At the Trent Centre for Community-Based Education (TCCBE) ‘projects’ are the common currency.

I think I say the word ‘project’ about a 100 times a day now, probably more. I started working at this local gem of an organization this past July and have discovered a whole new world of fascinating community-based research. Over the past 17 years, Trent students have contributed significant knowledge and resources to the Peterborough and Haliburton areas by completing research projects for community organizations. Looking through the collection of past projects in the library here is an overwhelming and addicting activity. There are projects on community gardening, soil ecology, fish habitat, harvesting wild foods, and even how to start a winery! And all of them are firmly rooted in our local area. (And all of them are available online via Sadleir House’s Alternative Library: library.sadleirhouse.ca.)

The related concepts of ‘Community-Based Education’, ‘Community-Based Research’, and ‘Community Service-Learning’ have emerged and evolved over the last few decades. Basically, these learning approaches involve (usually) post-secondary education through service to a community, and for Trent students, the main skills they have to offer are research skills and specialized knowledge. Especially in these times of government austerity and stiff competition between non-profit organizations for funding, many organizations have more ideas and more needs than they have the capacity to undertake and fulfil. This is where the TCCBE comes in.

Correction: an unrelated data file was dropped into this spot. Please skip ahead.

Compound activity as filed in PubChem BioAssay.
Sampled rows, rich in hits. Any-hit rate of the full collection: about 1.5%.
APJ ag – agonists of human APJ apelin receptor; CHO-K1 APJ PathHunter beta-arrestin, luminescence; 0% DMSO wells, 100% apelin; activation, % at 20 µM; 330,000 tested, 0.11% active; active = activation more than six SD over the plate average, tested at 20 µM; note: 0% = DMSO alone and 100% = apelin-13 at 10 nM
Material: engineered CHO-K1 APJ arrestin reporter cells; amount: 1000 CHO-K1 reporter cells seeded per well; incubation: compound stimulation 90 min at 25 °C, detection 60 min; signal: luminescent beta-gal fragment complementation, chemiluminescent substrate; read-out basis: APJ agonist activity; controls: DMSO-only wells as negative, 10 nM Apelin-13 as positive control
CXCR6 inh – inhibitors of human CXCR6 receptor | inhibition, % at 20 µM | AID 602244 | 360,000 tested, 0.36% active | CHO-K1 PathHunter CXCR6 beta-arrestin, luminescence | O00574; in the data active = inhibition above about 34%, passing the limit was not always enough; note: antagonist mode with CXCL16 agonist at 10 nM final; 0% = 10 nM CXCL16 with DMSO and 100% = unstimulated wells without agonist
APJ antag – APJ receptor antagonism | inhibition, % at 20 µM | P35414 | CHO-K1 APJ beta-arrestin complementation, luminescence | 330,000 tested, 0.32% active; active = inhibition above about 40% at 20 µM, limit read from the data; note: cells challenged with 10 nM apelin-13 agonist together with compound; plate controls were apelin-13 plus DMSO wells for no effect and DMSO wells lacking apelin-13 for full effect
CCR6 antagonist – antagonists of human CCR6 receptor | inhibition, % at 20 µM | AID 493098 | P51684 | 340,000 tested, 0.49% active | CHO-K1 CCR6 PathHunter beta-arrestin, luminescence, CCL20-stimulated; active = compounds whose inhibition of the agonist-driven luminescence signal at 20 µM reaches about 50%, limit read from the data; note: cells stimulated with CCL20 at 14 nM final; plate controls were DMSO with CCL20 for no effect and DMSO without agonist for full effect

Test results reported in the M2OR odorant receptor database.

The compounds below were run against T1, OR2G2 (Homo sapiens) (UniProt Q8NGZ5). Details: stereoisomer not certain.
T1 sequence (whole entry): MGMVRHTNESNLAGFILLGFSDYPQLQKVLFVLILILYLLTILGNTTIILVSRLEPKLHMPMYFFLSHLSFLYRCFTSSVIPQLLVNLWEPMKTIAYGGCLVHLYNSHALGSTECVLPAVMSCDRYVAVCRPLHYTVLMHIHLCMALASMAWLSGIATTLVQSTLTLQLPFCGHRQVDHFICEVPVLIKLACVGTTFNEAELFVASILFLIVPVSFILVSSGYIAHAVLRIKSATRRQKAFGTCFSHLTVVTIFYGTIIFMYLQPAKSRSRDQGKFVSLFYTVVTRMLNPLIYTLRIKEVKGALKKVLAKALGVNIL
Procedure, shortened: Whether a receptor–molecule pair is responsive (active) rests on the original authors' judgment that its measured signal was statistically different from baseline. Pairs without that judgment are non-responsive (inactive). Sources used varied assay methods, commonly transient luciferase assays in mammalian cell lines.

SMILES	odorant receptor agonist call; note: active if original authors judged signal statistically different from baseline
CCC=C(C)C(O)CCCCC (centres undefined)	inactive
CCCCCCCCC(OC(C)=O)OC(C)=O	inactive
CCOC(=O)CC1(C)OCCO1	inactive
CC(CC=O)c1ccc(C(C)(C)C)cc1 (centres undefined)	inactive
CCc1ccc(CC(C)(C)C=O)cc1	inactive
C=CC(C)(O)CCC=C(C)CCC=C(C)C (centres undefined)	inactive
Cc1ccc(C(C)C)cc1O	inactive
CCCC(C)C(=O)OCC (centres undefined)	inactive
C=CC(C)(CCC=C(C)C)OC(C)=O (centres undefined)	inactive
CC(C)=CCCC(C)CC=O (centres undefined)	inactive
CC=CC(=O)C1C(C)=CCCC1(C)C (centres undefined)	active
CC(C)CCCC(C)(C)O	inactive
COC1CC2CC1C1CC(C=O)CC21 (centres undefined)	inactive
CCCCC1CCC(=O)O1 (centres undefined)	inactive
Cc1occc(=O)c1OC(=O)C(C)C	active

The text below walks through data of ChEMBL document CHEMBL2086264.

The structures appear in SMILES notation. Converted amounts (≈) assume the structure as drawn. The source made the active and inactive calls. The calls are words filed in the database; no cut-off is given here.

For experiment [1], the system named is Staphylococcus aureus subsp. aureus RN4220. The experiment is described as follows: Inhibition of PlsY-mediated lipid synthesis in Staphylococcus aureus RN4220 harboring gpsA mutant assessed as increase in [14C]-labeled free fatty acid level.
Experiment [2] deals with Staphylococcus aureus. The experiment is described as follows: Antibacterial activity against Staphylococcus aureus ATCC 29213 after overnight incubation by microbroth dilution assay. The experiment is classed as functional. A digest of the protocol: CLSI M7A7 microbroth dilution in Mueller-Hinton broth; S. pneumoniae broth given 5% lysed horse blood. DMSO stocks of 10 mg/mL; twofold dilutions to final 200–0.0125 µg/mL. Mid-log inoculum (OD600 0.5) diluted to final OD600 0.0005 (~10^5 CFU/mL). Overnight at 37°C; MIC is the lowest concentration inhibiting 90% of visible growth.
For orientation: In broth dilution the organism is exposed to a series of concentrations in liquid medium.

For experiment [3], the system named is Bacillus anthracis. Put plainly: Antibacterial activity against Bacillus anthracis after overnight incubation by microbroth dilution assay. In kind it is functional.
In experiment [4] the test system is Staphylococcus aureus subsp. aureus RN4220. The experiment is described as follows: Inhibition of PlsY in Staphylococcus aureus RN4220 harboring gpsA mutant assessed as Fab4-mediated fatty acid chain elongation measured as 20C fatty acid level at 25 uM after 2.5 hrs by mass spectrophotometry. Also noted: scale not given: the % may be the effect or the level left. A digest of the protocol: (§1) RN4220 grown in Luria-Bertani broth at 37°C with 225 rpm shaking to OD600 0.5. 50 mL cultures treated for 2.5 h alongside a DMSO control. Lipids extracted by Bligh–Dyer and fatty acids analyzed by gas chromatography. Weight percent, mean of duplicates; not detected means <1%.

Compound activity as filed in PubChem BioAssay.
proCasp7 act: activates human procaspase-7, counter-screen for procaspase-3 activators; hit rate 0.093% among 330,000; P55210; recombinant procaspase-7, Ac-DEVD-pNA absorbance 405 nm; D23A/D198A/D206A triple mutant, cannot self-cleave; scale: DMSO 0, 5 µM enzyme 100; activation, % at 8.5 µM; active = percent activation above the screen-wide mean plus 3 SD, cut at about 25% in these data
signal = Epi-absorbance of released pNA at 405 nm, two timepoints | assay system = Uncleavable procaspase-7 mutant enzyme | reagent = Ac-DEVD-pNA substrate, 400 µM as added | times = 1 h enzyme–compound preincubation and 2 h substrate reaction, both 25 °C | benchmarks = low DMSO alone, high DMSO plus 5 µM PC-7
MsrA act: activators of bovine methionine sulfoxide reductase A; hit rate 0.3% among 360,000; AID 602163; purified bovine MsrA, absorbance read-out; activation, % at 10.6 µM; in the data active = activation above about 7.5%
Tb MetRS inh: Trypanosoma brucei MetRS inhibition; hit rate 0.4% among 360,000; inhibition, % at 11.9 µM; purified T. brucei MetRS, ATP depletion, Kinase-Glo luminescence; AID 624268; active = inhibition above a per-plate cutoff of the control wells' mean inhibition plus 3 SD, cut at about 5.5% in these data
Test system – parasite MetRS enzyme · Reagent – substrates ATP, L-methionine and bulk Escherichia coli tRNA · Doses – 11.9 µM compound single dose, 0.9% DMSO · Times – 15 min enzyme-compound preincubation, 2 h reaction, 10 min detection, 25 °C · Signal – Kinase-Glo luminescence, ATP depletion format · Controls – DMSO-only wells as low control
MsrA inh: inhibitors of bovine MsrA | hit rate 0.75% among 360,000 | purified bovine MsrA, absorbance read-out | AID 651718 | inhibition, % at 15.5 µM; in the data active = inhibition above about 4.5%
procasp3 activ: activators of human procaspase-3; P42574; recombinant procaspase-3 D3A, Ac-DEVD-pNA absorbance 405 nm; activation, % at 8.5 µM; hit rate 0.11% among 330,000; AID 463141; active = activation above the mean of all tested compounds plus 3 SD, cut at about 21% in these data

The TCCBE describes itself as “an independent facilitator of academic and community-inspired projects” (or at least that’s what it says on the back of my new business cards). Our staff of three (Todd, Marjorie, and myself), along with staff at our sister non-profit organizations in Haliburton (U-Links) and City of Kawartha Lakes (C-Links) help local organizations undertake projects that they wouldn’t otherwise be able to without the support of Trent students – through what’s called the Community-Based Education (CBE) and the Community Service-Learning (CSL) Programs. Every year Trent students eager to get out of the classroom, get “real world experience,” and make connections in the community step up to play their part and make their contributions.

Usually this takes the form of a full-year, full-credit research project undertaken with the support and supervision of a local host organization, a faculty supervisor, and TCCBE staff. But students take the lead, collecting and analyzing oral histories from rural residents; making recommendations on how to increase active transportation in Peterborough; helping develop strategies for making more immigrant-friendly workplaces; and so many more fascinating projects too many to mention.

Trent University has from its founding days been deeply connected to the Peterborough community. Blue collar workers on the production line at General Electric made regular contributions from their paycheques to help fund and found the University. And until recently, local seniors could audit classes for free in recognition of the importance of providing education to the community. In Haliburton, Trent faculty have been taking students to this region for decades to learn and contribute to local community economic development. In City of Kawartha Lakes, the Trent student presence is relatively more recent, but community post-secondary projects and partnerships have long been the tradition with Fleming College in that region.

A way to keep these community connections alive and to make sure that the University, besides being a place of pure intellectual pursuits, also remains a pillar of the community and a source of community-relevant knowledge is community-based education.

Right now there are over 60 projects listed on the TCCBE`s website from community organizations in all three local regions. If you are interested in community-based education, check them out and come talk to us. The TCCBE is located at Stewart House at Traill College and we have regular on-campus hours.